It is common to see genetic changes that require further research to determine whether they are associated with an increased risk for developing a hereditary cancer. Most are eventually found to be harmless11 ; we’ll try to contact you if their classification changes.

Most cancers are “sporadic,” or seemingly due to random chance and without an identifiable cause. But about 10-15% of certain cancers are due to harmful genetic changes, called mutations, that are passed down through families.1 ,2 ,13 ,4

Knowing that you have a mutation that increases your risk of developing cancer allows you and your healthcare provider to create a personalized screening plan, which increases the chance of early detection. This is important because detecting cancer at its earliest stage improves the likelihood of a favorable outcome.8

A positive result, or finding a mutation, is not a cancer diagnosis, and does not mean that you will develop cancer. For example, most women have a 10% chance of getting breast cancer by the time they are 80, while a woman with a mutation in the BRCA1 gene can have up to an 81% chance.14 , Most men have a 2% chance of getting colorectal cancer by the time they are 70, while a man with a mutation in the MLH1 gene can have up to a 41% chance.15 ,16 The level of increased cancer risk differs from gene to gene.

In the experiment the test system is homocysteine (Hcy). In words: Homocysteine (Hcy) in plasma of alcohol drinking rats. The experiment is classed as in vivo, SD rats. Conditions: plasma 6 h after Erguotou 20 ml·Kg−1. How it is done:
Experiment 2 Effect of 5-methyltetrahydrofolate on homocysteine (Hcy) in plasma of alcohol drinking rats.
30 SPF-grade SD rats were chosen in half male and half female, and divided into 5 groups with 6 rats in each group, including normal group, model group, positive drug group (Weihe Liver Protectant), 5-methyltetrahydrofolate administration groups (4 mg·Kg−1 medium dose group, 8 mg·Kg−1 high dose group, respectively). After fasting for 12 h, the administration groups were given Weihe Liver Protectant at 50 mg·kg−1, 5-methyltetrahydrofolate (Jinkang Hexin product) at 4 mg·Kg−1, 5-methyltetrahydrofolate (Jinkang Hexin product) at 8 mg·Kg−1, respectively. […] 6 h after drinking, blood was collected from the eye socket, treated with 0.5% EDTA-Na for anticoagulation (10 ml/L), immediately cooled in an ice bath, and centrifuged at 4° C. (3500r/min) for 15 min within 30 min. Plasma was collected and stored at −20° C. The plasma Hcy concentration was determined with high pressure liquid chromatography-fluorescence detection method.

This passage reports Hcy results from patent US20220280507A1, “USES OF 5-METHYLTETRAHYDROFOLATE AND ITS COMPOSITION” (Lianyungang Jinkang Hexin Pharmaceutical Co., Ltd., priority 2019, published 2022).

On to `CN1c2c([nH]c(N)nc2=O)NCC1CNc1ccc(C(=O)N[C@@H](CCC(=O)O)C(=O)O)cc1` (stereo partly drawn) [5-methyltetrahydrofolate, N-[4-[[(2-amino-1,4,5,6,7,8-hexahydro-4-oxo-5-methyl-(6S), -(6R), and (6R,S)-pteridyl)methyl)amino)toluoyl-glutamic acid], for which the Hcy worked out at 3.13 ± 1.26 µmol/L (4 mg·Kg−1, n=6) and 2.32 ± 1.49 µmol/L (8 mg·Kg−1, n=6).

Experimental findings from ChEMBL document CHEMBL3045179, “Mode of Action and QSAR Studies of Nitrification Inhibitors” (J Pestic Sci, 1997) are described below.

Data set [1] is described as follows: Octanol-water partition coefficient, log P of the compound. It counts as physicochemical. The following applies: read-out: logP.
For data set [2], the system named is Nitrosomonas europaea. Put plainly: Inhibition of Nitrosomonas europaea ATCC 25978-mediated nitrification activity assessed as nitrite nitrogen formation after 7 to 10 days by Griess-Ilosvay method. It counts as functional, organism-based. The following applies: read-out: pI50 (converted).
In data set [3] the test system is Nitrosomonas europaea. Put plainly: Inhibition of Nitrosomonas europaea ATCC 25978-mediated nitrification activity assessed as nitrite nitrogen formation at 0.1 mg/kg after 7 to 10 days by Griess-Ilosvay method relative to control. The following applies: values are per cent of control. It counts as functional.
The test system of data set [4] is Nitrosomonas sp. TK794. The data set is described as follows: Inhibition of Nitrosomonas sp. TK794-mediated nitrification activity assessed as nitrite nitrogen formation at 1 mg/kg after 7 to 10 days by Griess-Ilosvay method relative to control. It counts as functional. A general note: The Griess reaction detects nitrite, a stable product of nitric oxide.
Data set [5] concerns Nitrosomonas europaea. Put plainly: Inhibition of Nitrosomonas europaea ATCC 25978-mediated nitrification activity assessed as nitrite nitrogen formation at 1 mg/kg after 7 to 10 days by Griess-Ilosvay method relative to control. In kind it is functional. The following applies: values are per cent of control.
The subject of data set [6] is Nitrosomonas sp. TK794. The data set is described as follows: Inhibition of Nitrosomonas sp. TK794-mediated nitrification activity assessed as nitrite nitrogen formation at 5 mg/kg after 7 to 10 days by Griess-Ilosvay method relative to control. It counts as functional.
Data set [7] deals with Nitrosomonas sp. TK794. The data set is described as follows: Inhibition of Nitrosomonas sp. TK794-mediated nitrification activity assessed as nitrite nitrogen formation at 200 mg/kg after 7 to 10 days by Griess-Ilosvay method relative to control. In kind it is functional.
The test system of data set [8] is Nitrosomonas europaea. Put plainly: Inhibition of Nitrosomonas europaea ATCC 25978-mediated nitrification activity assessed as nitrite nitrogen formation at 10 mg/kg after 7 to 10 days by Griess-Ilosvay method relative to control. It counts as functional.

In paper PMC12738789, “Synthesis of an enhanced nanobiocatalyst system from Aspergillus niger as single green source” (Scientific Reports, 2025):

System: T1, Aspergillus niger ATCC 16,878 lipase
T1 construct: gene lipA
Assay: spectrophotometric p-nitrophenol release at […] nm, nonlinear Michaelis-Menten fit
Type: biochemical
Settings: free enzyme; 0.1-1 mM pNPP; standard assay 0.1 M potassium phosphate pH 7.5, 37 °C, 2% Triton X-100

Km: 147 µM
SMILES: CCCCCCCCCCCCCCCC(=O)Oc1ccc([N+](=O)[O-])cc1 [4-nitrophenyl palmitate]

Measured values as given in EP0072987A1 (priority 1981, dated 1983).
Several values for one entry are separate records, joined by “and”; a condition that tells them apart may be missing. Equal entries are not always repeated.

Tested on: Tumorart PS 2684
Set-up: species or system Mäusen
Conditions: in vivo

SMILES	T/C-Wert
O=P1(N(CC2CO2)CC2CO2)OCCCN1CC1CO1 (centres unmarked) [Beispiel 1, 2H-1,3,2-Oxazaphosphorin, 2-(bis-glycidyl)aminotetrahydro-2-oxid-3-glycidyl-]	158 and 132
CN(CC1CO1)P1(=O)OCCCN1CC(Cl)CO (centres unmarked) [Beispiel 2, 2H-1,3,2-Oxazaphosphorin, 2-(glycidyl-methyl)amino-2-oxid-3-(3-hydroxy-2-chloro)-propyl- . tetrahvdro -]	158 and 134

Useful resources

FORCE

Provides support, education, research, and resources for survivors and people at increased risk of cancer due to an inherited mutation or family history of cancer.

Visit facingourrisk.org

National Cancer Institute

Focuses on cutting-edge research on cancer causes, treatment, and prevention, as well as informing and educating the American public and the world about cancer.

Visit cancer.gov

American Cancer Society

Focuses on funding and conducting research, sharing expert information, supporting patients, and spreading the word about cancer prevention.

Visit cancer.org

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REFERENCES
1. Tung N, Battelli C, Allen B, et al. Frequency of mutations in individuals with breast cancer referred for BRCA1 and BRCA2 testing using next-generation sequencing with a 25-gene panel. Cancer. January 2015;121(1):25-33. Pubmed Abstract.
2. Pal T, Permuth-Wey J, Betts JA, et al. BRCA1 and BRCA2 mutations account for a large proportion of ovarian carcinoma cases. Cancer. December 2005;104(12):2807-16. Pubmed Abstract.